First, the bad news. In the face of massive budget deficits, the government is cutting back on how much they are helping to subsidize college education. Even worse, college costs are increasing fast. The average public school now costs $7,605, while the average private one charges over $27,000. These costs continue to increase rapidly and some experts predict they will double within 10 years.
The good news? College is still one of the smartest investments to make for your kids. People holding a bachelor’s degree earn on average over $20,000 more each year than those with just high school diplomas. College grads are also a lot less likely to be unemployed. A college degree can easily pay for itself in less than a decade. Also, it’s more fun to be smarter.
So what can you do to put your kids on the right path?
1) Get an early start. No matter what age your child, start saving now. Putting off saving by just five years increases the required savings by almost 25 percent. Waiting until junior is in middle school almost doubles the amount you need to save each month.
2) Set up a 529 plan. It’s like free money! These college savings plans that allow you to deduct your contributions from federal taxes are offered by almost every state. But a little-known fact is that you don’t have to actually use the plan offered by your state to get the federal tax benefit. Why might you go with another state’s plan? Because it has lower expenses, allowing your money to grow faster over time. It also might have a smaller minimum investment requirement, and simply be easier to use.
One caveat: Some states won’t allow you to deduct contributions against state income taxes if you use a 529 plan in another state. Some states, though, will. But even if your own state does not, getting a low-expense plan from another state will potentially put you in a better position over time. At Veritat Advisors, we sometimes recommend Iowa’s plan, depending on your individual circumstances.
3) Maximize the amount of grants and student aid your child can get. This is especially crucial, since educational loans and grants are decreasing. But you need to know three key rules.
First, pay off your credit cards and mortgages. Why? When determining your financial aid, schools look at your assets, not your net worth (i.e., assets minus debt). So if you have some extra cash sitting around, by paying off debt you’re reducing your assets, but not your net worth. In other words, paying off debt puts you in a better position to receive financial aid.
Next, avoid taking retirement distributions (that is, dipping into your retirement fund). Retirement assets are not counted when determining financial aid. So keep your money in your retirement accounts as long as legally possible.
Finally, play the inter-generational trading game: In general, a student’s assets and income are penalized more heavily in financial aid calculations than the parents’ resources. The grandparents’ stuff is ignored altogether. So, spend down student’s resources first before your own. You can get more details in the white paper referenced below.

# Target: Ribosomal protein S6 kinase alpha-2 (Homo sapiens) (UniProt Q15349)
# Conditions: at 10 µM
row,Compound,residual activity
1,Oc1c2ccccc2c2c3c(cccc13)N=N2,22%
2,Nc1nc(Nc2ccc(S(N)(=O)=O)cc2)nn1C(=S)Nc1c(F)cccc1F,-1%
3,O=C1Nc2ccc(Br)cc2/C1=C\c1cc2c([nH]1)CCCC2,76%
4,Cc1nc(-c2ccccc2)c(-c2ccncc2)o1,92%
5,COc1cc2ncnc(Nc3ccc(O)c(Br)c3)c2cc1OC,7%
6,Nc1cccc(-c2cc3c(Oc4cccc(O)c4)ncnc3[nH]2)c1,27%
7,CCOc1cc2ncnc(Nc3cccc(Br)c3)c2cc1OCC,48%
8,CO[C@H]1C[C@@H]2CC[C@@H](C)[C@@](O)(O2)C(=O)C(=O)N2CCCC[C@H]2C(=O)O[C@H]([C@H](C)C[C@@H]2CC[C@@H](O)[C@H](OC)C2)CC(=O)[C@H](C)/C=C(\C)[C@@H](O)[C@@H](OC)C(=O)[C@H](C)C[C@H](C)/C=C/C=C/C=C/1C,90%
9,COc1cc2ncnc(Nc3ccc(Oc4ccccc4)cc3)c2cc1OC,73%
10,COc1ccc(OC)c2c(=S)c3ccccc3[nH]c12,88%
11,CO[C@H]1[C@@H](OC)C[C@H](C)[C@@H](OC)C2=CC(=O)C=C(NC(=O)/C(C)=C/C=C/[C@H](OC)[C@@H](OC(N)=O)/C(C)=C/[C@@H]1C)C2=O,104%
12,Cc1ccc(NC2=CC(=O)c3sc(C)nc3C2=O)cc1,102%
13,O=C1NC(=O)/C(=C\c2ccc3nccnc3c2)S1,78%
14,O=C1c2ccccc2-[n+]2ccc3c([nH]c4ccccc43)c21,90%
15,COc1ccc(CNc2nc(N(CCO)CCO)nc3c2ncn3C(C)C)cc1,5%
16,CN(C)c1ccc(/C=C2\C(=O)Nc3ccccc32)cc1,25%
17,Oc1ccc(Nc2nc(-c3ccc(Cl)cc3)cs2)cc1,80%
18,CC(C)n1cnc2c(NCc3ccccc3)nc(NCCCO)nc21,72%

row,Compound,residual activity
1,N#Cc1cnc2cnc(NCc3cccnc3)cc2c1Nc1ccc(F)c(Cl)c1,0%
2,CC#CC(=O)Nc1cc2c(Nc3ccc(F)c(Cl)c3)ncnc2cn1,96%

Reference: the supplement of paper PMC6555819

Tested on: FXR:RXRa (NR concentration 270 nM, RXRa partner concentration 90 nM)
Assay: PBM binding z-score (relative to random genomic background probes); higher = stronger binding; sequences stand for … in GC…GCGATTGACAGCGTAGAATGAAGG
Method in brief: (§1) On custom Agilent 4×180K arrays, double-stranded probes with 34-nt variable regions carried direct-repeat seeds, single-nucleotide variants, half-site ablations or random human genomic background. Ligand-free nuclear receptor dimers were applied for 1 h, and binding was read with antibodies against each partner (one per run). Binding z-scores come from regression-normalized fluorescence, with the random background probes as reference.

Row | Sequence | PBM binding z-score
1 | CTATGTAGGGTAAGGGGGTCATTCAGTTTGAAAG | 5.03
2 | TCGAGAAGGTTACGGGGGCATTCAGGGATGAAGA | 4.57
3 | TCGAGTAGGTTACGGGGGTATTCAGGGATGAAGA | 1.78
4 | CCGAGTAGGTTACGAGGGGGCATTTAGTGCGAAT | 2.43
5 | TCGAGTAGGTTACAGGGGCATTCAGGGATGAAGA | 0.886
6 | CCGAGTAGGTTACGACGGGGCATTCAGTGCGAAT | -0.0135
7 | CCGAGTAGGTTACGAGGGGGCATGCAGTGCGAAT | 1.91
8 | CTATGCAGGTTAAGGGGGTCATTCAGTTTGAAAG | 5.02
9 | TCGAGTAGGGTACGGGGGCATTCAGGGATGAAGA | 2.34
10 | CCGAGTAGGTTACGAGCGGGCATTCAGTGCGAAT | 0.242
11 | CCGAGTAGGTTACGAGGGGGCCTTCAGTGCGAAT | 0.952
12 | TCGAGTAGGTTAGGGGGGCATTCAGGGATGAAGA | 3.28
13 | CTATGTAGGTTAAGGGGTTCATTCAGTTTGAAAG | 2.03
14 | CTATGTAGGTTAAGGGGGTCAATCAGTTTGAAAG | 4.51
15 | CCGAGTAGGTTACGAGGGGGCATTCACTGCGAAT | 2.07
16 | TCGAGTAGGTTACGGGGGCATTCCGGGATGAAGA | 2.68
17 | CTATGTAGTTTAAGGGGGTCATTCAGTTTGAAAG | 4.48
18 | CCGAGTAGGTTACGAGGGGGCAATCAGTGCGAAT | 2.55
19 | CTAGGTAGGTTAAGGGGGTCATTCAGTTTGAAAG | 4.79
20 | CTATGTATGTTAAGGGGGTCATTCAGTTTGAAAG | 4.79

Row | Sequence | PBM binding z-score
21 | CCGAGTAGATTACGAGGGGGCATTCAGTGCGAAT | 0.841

4) Snag a good loan. Borrowing money for college is not a sin. It’s a better investment than a car, house, and a lot of other things that people borrow for. A Stafford loan is your first choice. Then use a PLUS loan if you need more money. But don’t rely on just loans because the borrowing rates are often pretty steep. Unlike credit card debt, though, interest on education loans are typically tax deductible. That reduces your true comparable interest rate.
5) Shop for a better price on college. Yes, you can price compare when it comes to schools. Ivy League schools never sell themselves at bargain-basement prices. But there are terrific regional schools like Emory in Atlanta or Case Western Reserve in Ohio that offer a great education for a lower price.
But one of the best-kept secrets is that you can get a really good deal at a public school if your kid really hits the books. I did my undergraduate at Ohio State and worked hard. Afterward, I was able to get into a highly selective PhD program at Harvard. It can be done. In the white paper referenced below, I also talk about the pros and cons of using a community college to reduce the tuition for the first couple years.
6) Don’t forget that kids can chip in. After all, it’s their future. Plus, conventional wisdom that people value what they pay for is actually true. If you still want to help, then do so smartly. I discuss possible approaches in the white paper.
7) Utilize “Plan B.” If you happen to have a lot of money sitting your retirement accounts by the time your kid heads to college, you can use it for qualified educational expenses. However, this isn’t ideal — how do you recoup that nest egg? So don’t plan for this scenario. I discuss in more detail the pros and cons in the white paper.
The bottom line: College is expensive, but still a terrific investment for the serious student. You really can make it happen for your kids if you get started today.